Mr BELL (Mount Gambier) (14:52): My question is to the Minister for Transport. Can the minister inform the house when the government will reverse the reduction in speed limits on the Carpenter Rocks Road and Riddoch Highway in my electorate of Mount Gambier, as promised prior to the 2018 election?
The Hon. S.K. KNOLL (Schubert—Minister for Transport, Infrastructure and Local Government, Minister for Planning) (14:52): I thank the member for Mount Gambier for his question. I will note that his question has come along with questions from members of my own side about the other seven roads that had their 110 k speed limit pushed down to 100 km/h.
To take you through a bit of context, which is entirely relevant, last year there were eight roads across South Australia that the former state government chose to have their speed limit reduced from 110 to 100 km/h, from the South-East right through to the Murray Mallee region and across the West Coast. These roads were second-tier roads that essentially weren't part of the National Highway network and sat outside as subsidiary roads.
When the decision was made, there was a lot of outrage from regional communities, who were frustrated because they are the ones who have to spend the extra time on the road driving from point A to point B and were inconvenienced by this decision. I went back and had a look, as then opposition shadow minister for the area, at the statistics around those roads. In each instance, there was one accident per year on each of these roads over the previous five years and none of those incidents had caused a fatal accident.
That is not to say that that is good enough. We should always be looking to do something better, but a lot of the feedback that we got at the time from the locals who knew the accidents that happened suggested that speed was only one factor; in fact, in some of the cases, speed was not a factor. Driver inattention, drugs, alcohol and a whole host of other things can help form part of why road accidents happen. It's why we put out there that we would reverse this decision.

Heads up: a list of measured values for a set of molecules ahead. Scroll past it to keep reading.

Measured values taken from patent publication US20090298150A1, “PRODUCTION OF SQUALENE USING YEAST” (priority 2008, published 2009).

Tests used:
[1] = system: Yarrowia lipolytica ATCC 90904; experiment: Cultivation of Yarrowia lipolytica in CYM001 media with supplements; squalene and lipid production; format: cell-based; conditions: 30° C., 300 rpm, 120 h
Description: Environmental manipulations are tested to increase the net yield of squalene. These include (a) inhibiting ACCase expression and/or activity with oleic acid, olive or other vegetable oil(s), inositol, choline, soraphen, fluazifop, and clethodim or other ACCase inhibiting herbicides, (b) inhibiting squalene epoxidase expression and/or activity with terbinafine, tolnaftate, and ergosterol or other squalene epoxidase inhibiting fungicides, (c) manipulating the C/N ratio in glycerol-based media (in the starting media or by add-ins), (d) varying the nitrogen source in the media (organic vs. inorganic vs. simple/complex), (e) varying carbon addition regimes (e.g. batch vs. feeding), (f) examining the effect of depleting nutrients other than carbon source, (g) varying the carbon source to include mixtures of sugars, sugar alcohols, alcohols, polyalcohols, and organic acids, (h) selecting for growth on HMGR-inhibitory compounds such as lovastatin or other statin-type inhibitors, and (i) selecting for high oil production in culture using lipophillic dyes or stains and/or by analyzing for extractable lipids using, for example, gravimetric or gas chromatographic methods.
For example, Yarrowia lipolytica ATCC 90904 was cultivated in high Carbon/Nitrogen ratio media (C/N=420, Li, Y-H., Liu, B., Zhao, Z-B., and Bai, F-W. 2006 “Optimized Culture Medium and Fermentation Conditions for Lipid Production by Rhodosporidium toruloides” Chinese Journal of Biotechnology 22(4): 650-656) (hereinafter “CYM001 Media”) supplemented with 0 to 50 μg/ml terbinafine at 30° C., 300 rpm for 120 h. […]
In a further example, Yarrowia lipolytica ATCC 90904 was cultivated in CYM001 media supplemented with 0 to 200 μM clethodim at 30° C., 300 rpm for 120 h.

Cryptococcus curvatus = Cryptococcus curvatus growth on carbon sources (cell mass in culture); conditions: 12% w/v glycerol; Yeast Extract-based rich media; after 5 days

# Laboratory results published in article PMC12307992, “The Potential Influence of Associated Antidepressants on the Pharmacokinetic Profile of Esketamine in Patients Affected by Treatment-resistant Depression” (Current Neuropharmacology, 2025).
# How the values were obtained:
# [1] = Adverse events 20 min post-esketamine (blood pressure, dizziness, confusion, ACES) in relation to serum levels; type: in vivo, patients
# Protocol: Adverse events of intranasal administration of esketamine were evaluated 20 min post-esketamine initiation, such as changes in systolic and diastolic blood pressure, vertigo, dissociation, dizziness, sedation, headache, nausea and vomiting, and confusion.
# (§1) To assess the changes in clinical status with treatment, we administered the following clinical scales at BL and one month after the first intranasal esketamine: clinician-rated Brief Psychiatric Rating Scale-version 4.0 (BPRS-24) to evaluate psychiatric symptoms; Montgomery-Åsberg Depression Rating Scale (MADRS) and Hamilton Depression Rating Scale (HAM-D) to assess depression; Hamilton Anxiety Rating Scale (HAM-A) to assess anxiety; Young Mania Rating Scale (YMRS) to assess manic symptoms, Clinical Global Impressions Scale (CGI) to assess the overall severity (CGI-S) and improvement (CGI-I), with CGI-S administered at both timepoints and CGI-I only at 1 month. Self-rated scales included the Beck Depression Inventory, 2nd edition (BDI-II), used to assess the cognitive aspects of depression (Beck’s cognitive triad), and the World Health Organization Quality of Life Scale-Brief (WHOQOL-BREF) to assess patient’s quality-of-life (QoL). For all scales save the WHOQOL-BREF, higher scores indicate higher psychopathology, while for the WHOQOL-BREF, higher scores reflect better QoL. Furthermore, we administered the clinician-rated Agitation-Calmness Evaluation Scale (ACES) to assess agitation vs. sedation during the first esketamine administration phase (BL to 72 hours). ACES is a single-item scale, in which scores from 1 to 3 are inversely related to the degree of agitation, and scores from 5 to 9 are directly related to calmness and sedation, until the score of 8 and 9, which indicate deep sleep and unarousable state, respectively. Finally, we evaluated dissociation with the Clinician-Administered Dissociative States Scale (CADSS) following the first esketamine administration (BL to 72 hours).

But we also talked about this decision in a different context because what the former government did was they would just reduce the speed limit instead of investing in country roads. It was a very simple argument just to say, 'Well, let's just reduce the speed limit,' and it is a cheap tool, but it is a tool that disadvantages regional South Australia. What we are working through at the moment and what we said always—and that is why I am so proud to be implementing our government's Royalties for Regions scheme—is looking at what needs to be done in order to help improve not just those roads but all roads across country South Australia.
We talked about those two policies together because that is how they go. They do go together. The department is currently working through those options, but we want to do that in a responsible way and in a measured way, understanding that we are talking about hundreds and hundreds of kilometres of road. I don't want this answer to be in any way construed that we are walking away from our commitment. We will be reinstating those speed limits, but after only having come to government eight weeks ago, we want to be apprised of all the information and everything that is necessary to make sure that we do right by regional South Australians.
We will go about that process in a methodical manner, and I look forward to being able to give a more specific answer to the member, as well as regional members on my side about when this promise will be delivered.